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In the young adult, HF food was first introduced along with the chow and AM251 injected after the HF-induced hyperphagic period normalized. Prior to addition of the second diet (60% HF food), the young adult rats consumed approximately 20 grams of chow food each day (Figure 4-3, A inset). U pon initiation of the HF diet (in addition to the chow), total food intake spiked at appr oximately 28-29 grams/da y, primarily due to HF diet intake and equivalent to appr oximately 140 kcal/day. The hyperphagia was gradually normalized over the next few days. During this phase of the experiment, the rats ate almost exclusively of the HF diet even though they were given the free choice between the diets (Figure 4-3, A). When food consumption, measured in grams/day, returned to pre-choice level, approxim ately 20 grams/day, we began daily AM251 treatment. On day 5, we began AM251 treatment and observed an immediate decrease in caloric intake and body weight similar to that seen in Experiment 1 ( Figure 4-3, A & B). Interestingly, CB1 antagonist tr eatment did not change the preference for chow vs. HF food in the young adult rats. Throughout the experiment and even after termination of drug treatment (data not shown), the rats continued to eat ex clusively HF diet (Figure 43, A). In a second paradigm, the effect of da ily AM251 treatment wa s examined on diet selection in aged rats. The aged rats were ma intained on chow diet and were given the choice between the chow and HF diets simu ltaneous with daily i. p. AM251 treatment. Thus, we administered i.p. vehicle or AM251 simultaneously with the introduction of the diet choice on Day 0. Similar to the results in aged rats in Experiment 1, AM251 treatment significantly reduced HF-diet in take on Days 2 and 3, and caused a reduction 84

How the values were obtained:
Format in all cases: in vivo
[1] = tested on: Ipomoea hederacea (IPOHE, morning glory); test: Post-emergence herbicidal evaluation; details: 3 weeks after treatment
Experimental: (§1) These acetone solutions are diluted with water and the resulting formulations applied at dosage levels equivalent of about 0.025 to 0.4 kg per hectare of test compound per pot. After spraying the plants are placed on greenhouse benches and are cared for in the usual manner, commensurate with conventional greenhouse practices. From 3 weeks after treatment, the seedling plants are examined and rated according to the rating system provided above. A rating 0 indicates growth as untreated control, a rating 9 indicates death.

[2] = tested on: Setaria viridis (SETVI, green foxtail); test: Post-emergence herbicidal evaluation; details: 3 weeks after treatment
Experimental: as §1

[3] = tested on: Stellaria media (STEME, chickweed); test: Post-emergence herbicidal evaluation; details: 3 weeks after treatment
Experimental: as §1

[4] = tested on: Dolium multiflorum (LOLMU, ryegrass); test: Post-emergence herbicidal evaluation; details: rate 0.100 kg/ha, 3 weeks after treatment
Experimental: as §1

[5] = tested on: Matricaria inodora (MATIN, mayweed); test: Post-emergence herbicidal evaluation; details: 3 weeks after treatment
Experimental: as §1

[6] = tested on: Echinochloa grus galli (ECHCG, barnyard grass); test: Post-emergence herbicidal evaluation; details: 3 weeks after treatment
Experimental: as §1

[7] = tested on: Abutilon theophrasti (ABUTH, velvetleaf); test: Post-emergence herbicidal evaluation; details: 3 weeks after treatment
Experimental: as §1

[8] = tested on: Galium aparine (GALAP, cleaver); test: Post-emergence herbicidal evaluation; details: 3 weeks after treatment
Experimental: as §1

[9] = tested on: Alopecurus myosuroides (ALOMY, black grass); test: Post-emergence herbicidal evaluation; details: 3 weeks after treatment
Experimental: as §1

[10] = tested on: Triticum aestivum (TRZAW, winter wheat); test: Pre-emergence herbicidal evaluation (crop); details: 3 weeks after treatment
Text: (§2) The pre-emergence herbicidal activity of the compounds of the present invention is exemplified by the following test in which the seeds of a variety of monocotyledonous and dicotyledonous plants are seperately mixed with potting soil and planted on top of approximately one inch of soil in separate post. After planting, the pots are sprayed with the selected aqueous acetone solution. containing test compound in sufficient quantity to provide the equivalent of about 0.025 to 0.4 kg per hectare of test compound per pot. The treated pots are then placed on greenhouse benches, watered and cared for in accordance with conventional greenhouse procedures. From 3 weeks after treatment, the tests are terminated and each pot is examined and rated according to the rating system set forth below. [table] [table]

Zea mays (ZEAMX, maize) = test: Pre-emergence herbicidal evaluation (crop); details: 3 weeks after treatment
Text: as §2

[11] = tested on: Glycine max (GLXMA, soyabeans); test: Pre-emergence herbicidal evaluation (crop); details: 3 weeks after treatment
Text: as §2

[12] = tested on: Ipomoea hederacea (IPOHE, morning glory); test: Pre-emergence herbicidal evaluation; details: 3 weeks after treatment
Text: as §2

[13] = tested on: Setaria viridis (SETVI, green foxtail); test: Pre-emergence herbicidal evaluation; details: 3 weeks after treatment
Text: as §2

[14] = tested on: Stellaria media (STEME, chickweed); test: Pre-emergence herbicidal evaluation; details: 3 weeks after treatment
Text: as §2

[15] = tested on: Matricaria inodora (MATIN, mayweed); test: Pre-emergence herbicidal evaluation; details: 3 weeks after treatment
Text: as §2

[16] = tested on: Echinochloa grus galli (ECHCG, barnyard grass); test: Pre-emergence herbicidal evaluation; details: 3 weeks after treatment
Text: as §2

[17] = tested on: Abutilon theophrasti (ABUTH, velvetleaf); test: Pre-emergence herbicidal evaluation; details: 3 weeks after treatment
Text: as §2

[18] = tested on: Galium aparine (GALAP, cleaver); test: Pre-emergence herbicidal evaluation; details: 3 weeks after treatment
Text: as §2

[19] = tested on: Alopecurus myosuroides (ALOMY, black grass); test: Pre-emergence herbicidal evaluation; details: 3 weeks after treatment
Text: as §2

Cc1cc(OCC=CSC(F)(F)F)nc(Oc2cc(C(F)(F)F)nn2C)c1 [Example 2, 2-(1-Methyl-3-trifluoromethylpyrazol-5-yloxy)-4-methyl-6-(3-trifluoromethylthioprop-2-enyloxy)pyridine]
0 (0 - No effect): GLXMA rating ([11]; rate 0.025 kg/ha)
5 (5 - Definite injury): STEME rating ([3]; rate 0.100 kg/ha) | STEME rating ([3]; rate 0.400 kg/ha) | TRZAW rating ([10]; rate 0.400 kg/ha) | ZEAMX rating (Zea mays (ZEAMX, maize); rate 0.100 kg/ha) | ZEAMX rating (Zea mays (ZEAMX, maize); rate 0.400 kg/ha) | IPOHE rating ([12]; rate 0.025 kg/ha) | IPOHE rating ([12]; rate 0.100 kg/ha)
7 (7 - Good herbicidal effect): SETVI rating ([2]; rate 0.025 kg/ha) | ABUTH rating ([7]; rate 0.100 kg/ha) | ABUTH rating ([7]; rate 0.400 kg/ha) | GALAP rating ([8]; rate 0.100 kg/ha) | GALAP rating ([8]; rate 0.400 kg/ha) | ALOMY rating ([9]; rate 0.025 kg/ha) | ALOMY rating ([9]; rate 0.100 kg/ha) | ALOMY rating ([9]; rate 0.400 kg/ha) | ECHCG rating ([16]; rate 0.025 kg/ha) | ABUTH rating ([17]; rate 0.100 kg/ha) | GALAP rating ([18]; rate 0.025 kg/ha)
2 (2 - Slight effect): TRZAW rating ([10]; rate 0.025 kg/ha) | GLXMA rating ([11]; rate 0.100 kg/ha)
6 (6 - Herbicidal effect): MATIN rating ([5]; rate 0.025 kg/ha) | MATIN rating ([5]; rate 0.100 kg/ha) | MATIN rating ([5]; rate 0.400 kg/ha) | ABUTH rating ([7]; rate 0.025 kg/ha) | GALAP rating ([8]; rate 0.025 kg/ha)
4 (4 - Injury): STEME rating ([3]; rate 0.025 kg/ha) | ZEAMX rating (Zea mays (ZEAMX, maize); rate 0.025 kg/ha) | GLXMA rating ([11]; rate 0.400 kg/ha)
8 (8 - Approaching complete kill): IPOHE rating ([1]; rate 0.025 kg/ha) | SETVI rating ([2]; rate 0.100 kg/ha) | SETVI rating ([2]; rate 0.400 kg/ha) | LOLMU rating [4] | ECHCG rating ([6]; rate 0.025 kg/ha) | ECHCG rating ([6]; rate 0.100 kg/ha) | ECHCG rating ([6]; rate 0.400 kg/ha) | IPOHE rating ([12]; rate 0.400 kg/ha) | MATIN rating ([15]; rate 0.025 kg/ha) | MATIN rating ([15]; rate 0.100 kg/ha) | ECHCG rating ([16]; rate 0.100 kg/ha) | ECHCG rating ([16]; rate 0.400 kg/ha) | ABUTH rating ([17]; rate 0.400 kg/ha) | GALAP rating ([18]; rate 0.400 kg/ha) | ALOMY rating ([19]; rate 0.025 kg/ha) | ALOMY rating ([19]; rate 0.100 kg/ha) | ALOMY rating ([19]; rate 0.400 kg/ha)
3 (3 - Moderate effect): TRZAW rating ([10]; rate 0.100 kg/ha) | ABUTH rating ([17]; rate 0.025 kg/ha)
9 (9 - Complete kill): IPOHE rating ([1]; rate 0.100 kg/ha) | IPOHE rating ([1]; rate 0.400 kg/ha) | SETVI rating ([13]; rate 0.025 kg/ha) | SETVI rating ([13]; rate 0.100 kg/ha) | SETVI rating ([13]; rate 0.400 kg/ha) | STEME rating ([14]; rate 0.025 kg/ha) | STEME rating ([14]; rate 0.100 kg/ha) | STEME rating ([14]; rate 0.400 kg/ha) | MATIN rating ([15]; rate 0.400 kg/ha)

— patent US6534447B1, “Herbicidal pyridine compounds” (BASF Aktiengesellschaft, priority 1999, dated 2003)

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in body weight, which began on Day 1 and lasted throughout the treatment period (Figure 4-4, A & B). Moreover, as seen in the y oung adult animals, AM251 treatment did not change the preference fo r the aged rats to consume al most exclusively HF diet (Figure 4-4, A). Discussion Ad libitum access to a highly palatable diet stimulates rodents to immediately consume more calories for a period of time, the peak and duration of which is dependent upon the animals state of leptin responsiveness (77). Aged-obese, leptin resistant rats display a heightened sensitiv ity to this HF-diet-induced hyperphagia and experience a prolonged elevation of calori c intake and exacerbated body weight gain (15, 37, 81). Obesity is also associated with elevated EC levels and increased CB1 receptor activity (18, 38). In fact, leptin administrat ion significantly reduces both peripheral and central EC levels, s uggesting that endogenous leptin negatively modulates EC levels and that this downregulat ion may be blunted or absent in the leptin resistant state (38, 162). Genetically obese rodents, in cluding models with impaired leptin signaling, display enhanced anorectic responses to CB1 antagonist administration (5, 144), predicting that our aged-obese, leptin resistant rats will also display enhanced decreases in body weight and caloric intake during AM251 treatme nt. Indeed, the data described here demonstrate t hat CB1 receptor antagonist responsiveness is enhanced with both age-related obesity and short-term HF feeding. However, for the dose and diets tested, AM251 was unable to increase t he preference of t he chow diet when compared to the highly palatable HF diet. Conflicting evidence exists regarding the ability of a CB1 receptor antagonist to reduce the intake of chow and/or highly pal atable diets. Some studies have suggested 85